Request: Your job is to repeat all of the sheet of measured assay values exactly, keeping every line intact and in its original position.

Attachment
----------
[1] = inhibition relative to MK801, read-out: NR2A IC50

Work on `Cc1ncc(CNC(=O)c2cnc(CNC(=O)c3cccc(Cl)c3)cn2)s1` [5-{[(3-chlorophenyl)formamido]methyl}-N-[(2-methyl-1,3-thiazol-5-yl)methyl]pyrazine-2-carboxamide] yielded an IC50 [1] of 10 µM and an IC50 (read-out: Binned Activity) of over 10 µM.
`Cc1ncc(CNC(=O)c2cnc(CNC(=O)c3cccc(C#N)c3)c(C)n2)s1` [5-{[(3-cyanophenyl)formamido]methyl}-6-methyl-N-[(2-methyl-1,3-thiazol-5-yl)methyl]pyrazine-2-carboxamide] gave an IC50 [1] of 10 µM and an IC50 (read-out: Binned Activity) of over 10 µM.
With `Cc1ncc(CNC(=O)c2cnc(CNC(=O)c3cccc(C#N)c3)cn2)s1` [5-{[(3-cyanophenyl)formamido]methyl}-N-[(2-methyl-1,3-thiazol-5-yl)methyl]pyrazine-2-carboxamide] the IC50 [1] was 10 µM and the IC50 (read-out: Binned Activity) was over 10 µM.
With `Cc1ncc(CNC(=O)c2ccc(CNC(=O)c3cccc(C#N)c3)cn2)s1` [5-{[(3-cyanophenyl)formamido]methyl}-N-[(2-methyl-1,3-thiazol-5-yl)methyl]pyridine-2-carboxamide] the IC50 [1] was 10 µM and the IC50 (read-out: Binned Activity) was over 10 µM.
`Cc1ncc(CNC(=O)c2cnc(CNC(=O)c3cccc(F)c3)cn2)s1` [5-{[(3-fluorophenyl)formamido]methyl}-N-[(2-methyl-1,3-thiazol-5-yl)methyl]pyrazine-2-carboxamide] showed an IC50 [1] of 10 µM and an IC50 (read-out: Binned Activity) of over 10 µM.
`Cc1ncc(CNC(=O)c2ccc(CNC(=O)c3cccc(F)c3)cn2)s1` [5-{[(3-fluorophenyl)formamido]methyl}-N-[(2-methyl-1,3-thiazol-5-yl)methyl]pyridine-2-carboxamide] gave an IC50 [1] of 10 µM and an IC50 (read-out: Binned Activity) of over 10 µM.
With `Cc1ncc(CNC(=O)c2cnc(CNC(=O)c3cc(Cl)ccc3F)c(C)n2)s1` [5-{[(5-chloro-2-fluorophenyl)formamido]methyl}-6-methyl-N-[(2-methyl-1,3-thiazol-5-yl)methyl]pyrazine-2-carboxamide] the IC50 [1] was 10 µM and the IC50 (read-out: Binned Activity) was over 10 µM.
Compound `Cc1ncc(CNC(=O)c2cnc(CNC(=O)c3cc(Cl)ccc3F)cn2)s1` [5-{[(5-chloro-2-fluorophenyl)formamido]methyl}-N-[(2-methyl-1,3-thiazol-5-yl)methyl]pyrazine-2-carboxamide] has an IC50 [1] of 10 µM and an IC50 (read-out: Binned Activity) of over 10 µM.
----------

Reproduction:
[1] = inhibition relative to MK801, read-out: NR2A IC50

Work on `Cc1ncc(CNC(=O)c2cnc(CNC(=O)c3cccc(Cl)c3)cn2)s1` [5-{[(3-chlorophenyl)formamido]methyl}-N-[(2-methyl-1,3-thiazol-5-yl)methyl]pyrazine-2-carboxamide] yielded an IC50 [1] of 10 µM and an IC50 (read-out: Binned Activity) of over 10 µM.
`Cc1ncc(CNC(=O)c2cnc(CNC(=O)c3cccc(C#N)c3)c(C)n2)s1` [5-{[(3-cyanophenyl)formamido]methyl}-6-methyl-N-[(2-methyl-1,3-thiazol-5-yl)methyl]pyrazine-2-carboxamide] gave an IC50 [1] of 10 µM and an IC50 (read-out: Binned Activity) of over 10 µM.
With `Cc1ncc(CNC(=O)c2cnc(CNC(=O)c3cccc(C#N)c3)cn2)s1` [5-{[(3-cyanophenyl)formamido]methyl}-N-[(2-methyl-1,3-thiazol-5-yl)methyl]pyrazine-2-carboxamide] the IC50 [1] was 10 µM and the IC50 (read-out: Binned Activity) was over 10 µM.
With `Cc1ncc(CNC(=O)c2ccc(CNC(=O)c3cccc(C#N)c3)cn2)s1` [5-{[(3-cyanophenyl)formamido]methyl}-N-[(2-methyl-1,3-thiazol-5-yl)methyl]pyridine-2-carboxamide] the IC50 [1] was 10 µM and the IC50 (read-out: Binned Activity) was over 10 µM.
`Cc1ncc(CNC(=O)c2cnc(CNC(=O)c3cccc(F)c3)cn2)s1` [5-{[(3-fluorophenyl)formamido]methyl}-N-[(2-methyl-1,3-thiazol-5-yl)methyl]pyrazine-2-carboxamide] showed an IC50 [1] of 10 µM and an IC50 (read-out: Binned Activity) of over 10 µM.
`Cc1ncc(CNC(=O)c2ccc(CNC(=O)c3cccc(F)c3)cn2)s1` [5-{[(3-fluorophenyl)formamido]methyl}-N-[(2-methyl-1,3-thiazol-5-yl)methyl]pyridine-2-carboxamide] gave an IC50 [1] of 10 µM and an IC50 (read-out: Binned Activity) of over 10 µM.
With `Cc1ncc(CNC(=O)c2cnc(CNC(=O)c3cc(Cl)ccc3F)c(C)n2)s1` [5-{[(5-chloro-2-fluorophenyl)formamido]methyl}-6-methyl-N-[(2-methyl-1,3-thiazol-5-yl)methyl]pyrazine-2-carboxamide] the IC50 [1] was 10 µM and the IC50 (read-out: Binned Activity) was over 10 µM.
Compound `Cc1ncc(CNC(=O)c2cnc(CNC(=O)c3cc(Cl)ccc3F)cn2)s1` [5-{[(5-chloro-2-fluorophenyl)formamido]methyl}-N-[(2-methyl-1,3-thiazol-5-yl)methyl]pyrazine-2-carboxamide] has an IC50 [1] of 10 µM and an IC50 (read-out: Binned Activity) of over 10 µM.